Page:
Surgery infections cut with simple steps
Germ-fighting soap and special wound-protecting devices for surgical wounds help cut infections
Preventing surgery-linked infections is a major concern for hospitals and it turns out some simple measures can make a big difference.
A project at seven big hospitals reduced infections after colorectal surgeries by nearly one-third. It prevented an estimated 135 infections, saving almost $4 million, the Joint Commission hospital regulating group and the American College of Surgeons announced Wednesday. The two groups directed the 2 ½-year project.
Solutions included having patients shower with special germ-fighting soap before surgery, and having surgery teams change gowns, gloves and instruments during operations to prevent spreading germs picked up during the procedures.
Some hospitals used special wound-protecting devices on surgery openings to keep intestine germs from reaching the skin.
The average rate of infections linked with colorectal operations at the seven hospitals dropped from about 16 per cent of patients during a 10-month phase when hospitals started adopting changes to almost 11 per cent once all the changes had been made.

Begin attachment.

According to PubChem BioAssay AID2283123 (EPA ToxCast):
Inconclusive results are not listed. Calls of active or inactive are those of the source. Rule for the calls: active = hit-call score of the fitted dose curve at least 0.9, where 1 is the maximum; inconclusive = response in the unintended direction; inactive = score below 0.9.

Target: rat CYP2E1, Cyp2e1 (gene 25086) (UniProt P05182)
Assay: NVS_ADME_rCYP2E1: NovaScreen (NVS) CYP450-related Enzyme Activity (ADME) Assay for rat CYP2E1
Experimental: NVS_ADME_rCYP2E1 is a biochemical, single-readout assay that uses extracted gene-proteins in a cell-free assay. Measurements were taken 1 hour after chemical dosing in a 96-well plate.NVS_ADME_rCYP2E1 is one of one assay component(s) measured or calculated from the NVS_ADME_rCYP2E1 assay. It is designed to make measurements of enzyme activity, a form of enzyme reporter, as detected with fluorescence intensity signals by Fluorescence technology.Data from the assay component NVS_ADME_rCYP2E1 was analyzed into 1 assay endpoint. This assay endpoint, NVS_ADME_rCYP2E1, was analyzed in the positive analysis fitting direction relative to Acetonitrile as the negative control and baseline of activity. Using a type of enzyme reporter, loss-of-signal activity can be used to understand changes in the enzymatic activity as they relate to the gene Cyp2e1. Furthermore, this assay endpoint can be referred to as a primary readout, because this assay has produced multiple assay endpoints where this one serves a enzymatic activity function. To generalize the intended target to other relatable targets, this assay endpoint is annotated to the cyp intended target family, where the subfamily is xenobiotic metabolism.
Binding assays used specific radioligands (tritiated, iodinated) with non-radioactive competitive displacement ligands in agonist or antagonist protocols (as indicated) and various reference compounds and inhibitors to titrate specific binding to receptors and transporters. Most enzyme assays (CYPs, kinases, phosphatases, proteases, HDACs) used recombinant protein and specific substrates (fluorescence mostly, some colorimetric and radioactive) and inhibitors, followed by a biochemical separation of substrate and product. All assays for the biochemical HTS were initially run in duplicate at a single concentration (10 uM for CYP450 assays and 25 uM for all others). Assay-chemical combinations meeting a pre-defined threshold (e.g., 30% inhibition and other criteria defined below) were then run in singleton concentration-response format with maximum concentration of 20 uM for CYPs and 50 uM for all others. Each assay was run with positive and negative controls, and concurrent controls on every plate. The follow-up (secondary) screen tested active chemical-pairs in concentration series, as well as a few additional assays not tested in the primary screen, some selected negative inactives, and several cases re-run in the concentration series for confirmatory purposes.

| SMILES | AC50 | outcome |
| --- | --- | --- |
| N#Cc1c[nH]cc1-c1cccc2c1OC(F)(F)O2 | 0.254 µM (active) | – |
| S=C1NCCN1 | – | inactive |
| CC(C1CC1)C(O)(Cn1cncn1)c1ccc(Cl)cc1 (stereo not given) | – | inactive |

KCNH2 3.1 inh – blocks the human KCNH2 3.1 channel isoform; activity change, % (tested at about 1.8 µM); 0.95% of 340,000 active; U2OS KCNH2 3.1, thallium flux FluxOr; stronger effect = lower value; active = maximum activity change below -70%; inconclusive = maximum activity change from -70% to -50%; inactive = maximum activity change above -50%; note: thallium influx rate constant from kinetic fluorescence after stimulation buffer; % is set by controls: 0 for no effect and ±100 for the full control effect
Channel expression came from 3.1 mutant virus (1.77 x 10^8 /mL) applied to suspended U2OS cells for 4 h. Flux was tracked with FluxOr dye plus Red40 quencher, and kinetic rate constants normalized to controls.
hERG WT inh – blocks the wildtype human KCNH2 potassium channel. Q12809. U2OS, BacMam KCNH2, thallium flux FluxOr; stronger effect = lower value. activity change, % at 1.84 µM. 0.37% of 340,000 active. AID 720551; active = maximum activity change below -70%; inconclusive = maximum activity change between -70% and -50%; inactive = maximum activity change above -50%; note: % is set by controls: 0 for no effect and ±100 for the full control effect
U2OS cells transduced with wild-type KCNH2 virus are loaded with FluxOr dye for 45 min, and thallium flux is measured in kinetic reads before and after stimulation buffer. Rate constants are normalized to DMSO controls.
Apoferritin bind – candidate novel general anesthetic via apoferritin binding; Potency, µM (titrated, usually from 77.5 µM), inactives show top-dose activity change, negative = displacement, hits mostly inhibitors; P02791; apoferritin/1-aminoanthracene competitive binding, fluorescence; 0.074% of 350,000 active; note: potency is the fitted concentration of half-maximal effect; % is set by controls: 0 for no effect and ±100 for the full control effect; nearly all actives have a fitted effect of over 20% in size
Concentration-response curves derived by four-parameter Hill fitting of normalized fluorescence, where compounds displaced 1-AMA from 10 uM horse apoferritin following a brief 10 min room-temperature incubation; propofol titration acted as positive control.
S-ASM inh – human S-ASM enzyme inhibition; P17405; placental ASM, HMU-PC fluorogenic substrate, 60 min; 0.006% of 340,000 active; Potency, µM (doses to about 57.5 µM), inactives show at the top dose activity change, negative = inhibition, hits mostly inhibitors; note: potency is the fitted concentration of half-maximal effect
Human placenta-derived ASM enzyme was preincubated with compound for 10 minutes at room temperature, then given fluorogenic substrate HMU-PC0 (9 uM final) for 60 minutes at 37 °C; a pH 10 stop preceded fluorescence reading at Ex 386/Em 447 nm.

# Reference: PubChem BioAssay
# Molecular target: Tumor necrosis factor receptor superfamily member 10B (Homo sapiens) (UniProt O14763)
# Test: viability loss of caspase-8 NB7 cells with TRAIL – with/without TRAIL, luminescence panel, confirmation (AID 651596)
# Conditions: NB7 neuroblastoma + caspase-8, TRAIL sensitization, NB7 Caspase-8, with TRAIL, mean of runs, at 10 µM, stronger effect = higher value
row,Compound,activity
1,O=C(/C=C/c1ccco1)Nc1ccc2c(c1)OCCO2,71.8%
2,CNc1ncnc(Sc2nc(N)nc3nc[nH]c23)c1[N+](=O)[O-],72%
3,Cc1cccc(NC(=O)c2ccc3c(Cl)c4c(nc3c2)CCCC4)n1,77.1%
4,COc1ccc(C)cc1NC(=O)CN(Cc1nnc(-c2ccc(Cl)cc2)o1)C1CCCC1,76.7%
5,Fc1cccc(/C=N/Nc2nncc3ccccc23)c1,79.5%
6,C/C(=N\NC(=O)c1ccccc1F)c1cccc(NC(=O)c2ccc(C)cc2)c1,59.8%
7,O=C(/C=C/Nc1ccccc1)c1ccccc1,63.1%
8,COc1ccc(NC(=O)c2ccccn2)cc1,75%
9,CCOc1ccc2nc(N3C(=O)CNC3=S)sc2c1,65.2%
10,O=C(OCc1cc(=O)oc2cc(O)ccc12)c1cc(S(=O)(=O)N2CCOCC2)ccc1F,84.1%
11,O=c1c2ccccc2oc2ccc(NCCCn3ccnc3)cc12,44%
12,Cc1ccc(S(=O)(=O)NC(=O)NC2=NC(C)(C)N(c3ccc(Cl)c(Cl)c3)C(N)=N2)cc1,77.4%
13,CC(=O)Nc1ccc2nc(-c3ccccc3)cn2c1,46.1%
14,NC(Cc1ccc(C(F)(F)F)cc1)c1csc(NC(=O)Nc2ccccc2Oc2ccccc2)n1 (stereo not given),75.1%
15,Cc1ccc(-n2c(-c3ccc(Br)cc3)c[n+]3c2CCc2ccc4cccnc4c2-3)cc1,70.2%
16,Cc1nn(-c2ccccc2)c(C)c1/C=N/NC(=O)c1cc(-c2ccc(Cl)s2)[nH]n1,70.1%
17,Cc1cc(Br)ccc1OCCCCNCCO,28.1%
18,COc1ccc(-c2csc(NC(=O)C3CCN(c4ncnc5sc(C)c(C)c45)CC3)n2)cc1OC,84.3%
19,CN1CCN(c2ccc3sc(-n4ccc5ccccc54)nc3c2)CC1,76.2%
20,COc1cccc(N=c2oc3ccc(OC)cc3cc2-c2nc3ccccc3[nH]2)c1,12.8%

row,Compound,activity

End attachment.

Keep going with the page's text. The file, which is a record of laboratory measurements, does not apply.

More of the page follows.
Hospital stays for patients who got infections dropped from an average of 15 days to 13 days, which helped cut costs.
"The improvements translate into safer patient care," said Dr. Mark Chassin, president of the Joint Commission. "Now it's our job to spread these effective interventions to all hospitals."
Almost 2 million health care-related infections occur each year nationwide; more than 90,000 of these are fatal.
Besides wanting to keep patients healthy, hospitals have a monetary incentive to prevent these infections. Medicare cuts payments to hospitals that have lots of certain health care-related infections, and those cuts are expected to increase under the new health care law.
The project involved surgeries for cancer and other colorectal problems. Infections linked with colorectal surgery are particularly common because intestinal tract bacteria are so abundant.
To succeed at reducing infection rates requires hospitals to commit to changing habits, "to really look in the mirror and identify these things," said Dr. Clifford Ko of the American College of Surgeons.
The hospitals involved were Cedars-Sinai Medical Center in Los Angeles; Cleveland Clinic in Ohio; Mayo Clinic-Rochester Methodist Hospital in Rochester, Minn.; North Shore-Long Island Jewish Health System in Great Neck, NY; Northwestern Memorial Hospital in Chicago; OSF Saint Francis Medical Center in Peoria, Ill.; and Stanford Hospital & Clinics in Palo Alto, Calif.